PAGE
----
I tried to multiply this AO on top of my unlit color texture, but the result was too dark and boring. I decided on an approach that took advantage on my newly acquired experience in 3D textures: Instead of just making pixels darker, the AO lerps the pixel towards a 3D LUT that makes it bluer and less saturated. The result gives me a great variation in hue without too harsh a variation in value. This lighting model gave me the soft and tranquil feeling I was aiming for in this project.




  • Special Pieces(特殊件)



When you launch the demo, it will auto generate a random structure for you. By design, that structure does not contain any loose or suspended blocks.


I know that a seasoned tool-user will try to break the tool straight away by seeing how it might treat these type of abnormal structures. I decided to show off by making these tiles extra special, displaying features such as arcs, passages, and pillars.





  • Floating Pieces


There is nothing in my project preventing a user from creating free-floating chunks, and that’s the way I wanted to keep it. But I also wanted to show the user that I had, indeed, thought about that possibility. My solution to this was to let the freefloating chunks slowly bob up and down. This required me to create a fun little algorithm to figure out in real time which blocks were connected to the base and which weren’t:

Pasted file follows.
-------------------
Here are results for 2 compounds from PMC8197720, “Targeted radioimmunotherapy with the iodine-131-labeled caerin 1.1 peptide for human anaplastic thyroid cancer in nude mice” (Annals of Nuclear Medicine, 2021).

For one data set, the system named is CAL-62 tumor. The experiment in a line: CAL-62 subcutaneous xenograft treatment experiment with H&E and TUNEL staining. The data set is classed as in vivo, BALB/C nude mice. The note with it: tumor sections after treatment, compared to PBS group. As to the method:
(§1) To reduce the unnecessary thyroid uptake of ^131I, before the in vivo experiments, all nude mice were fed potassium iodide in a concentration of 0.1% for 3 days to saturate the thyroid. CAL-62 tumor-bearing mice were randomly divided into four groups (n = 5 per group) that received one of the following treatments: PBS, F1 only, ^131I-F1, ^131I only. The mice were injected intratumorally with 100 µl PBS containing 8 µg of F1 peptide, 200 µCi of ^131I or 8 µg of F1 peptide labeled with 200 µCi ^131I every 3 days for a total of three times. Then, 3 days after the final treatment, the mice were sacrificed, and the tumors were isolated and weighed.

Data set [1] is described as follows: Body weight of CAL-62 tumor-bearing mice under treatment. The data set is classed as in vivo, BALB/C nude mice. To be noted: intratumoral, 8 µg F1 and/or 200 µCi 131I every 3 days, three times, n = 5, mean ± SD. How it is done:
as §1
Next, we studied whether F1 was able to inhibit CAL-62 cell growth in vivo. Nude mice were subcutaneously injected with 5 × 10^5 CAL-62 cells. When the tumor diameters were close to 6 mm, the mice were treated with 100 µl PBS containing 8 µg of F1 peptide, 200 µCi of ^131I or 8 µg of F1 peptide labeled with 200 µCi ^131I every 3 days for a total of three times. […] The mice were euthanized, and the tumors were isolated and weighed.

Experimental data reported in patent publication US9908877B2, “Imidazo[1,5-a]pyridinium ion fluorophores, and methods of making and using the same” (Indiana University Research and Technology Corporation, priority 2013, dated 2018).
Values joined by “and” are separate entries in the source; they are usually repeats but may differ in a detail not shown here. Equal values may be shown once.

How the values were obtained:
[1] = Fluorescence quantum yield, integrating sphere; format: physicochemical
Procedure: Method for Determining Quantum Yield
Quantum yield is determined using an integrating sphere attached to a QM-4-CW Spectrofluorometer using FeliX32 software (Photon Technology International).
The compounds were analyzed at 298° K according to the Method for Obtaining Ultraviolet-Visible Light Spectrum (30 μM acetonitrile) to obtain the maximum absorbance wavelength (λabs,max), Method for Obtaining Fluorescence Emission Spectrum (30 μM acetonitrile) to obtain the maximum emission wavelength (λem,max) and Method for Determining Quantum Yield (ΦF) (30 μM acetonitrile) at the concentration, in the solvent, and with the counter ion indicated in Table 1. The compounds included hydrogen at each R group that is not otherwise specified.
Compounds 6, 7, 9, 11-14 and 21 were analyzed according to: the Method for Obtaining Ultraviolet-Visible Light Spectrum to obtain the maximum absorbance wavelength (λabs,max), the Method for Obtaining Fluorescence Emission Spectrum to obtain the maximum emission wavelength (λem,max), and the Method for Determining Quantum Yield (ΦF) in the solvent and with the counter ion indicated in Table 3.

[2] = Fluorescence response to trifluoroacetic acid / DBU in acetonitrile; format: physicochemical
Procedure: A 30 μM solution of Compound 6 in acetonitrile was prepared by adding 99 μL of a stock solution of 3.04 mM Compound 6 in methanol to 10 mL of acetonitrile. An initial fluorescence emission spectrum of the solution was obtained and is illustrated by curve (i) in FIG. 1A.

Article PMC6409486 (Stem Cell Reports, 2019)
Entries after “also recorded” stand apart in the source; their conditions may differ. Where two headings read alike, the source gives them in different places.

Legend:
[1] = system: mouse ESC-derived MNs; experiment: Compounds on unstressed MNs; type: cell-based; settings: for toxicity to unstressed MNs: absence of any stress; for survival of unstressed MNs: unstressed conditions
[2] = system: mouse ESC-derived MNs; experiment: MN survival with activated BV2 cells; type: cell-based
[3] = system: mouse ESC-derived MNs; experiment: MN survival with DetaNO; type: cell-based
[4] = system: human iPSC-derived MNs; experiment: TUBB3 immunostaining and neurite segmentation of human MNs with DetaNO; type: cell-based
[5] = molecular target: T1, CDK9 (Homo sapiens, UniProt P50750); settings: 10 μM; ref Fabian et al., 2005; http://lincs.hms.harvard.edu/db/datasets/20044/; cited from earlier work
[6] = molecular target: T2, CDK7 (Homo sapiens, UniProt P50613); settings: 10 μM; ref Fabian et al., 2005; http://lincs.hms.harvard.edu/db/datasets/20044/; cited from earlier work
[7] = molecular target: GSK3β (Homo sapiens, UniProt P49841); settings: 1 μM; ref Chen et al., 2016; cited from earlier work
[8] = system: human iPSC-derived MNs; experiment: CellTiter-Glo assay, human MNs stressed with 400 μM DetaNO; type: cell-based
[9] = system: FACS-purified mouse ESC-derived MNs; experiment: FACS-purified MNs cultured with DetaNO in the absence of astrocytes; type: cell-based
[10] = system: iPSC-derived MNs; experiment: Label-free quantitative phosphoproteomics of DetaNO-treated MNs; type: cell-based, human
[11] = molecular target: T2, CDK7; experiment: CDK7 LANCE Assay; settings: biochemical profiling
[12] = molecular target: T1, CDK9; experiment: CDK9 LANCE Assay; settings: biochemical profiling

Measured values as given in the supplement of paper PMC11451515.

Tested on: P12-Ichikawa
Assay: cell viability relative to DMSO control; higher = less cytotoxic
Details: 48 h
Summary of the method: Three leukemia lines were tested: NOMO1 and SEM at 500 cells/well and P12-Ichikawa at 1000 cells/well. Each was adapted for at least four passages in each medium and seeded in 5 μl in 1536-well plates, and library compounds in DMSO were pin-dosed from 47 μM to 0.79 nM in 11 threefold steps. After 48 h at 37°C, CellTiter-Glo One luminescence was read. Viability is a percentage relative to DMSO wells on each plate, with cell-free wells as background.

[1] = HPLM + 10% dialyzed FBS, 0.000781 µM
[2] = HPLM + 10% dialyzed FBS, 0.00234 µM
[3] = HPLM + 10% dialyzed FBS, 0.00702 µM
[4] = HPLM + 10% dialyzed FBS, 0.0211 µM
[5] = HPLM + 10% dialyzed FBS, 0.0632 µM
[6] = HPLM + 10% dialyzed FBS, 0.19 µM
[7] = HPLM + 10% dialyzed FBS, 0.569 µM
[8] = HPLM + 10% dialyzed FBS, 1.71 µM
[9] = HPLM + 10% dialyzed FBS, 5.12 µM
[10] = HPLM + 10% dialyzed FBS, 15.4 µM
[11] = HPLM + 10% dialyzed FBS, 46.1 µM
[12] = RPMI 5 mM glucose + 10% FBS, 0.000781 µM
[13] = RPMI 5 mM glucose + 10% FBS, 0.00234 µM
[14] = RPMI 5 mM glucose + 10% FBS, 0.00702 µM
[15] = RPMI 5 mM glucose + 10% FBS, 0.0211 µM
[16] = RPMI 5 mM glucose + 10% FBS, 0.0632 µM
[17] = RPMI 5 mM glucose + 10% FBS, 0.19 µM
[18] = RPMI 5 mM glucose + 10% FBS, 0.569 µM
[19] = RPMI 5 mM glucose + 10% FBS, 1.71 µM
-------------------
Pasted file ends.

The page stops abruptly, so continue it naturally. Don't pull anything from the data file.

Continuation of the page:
The base blocks each get a logical distance of 0. The other block check if any of their neighbors have a shorter logical distance than themselves; if they do, they adopt that value and add 1 to it. Thus, if you disconnect a chunk there will be nothing grounding those blocks to the 0 of the base blocks and their logical distance will quickly go through the roof. That is when they start to bob.


The slow bobbing of the floating chunks add some nice ambient animation to the scene.




  • Art Choices


Picking a style is a fun and important part of any project. The style should highlight the features relevant to a particular project. In this project, I wanted a style that would emphasize blockiness and modularity rather than hiding it.


The clear green lines outline the terraces, the walls are plain and have lines of darker brick marking each floor, the windows are evenly spaced, and the dirt at the bottom is smooth and sedimented in straight lines. Corners are heavily beveled to emphasize that the tiles fit together seamlessly. The terraces are supposed to look like cozy secret spaces where you could enjoy a slow brunch on a quiet Sunday morning. Overall, the piece is peaceful and friendly – a homage to the tranquility of bourgeois life, if you will.



  • Animation


It should be fun and responsive to interact with the piece. I created an animated effect for adding and removing blocks. The effect is a simple combination of a vertex shader that pushes the vertices out along their normals and a pixel shader that breaks up the surface over time. A nice twist is that I was able to use the 3D texture created for the AO to constrain the vertices along the edge of the effect – this is what creates the bulge along the middle seen in the picture.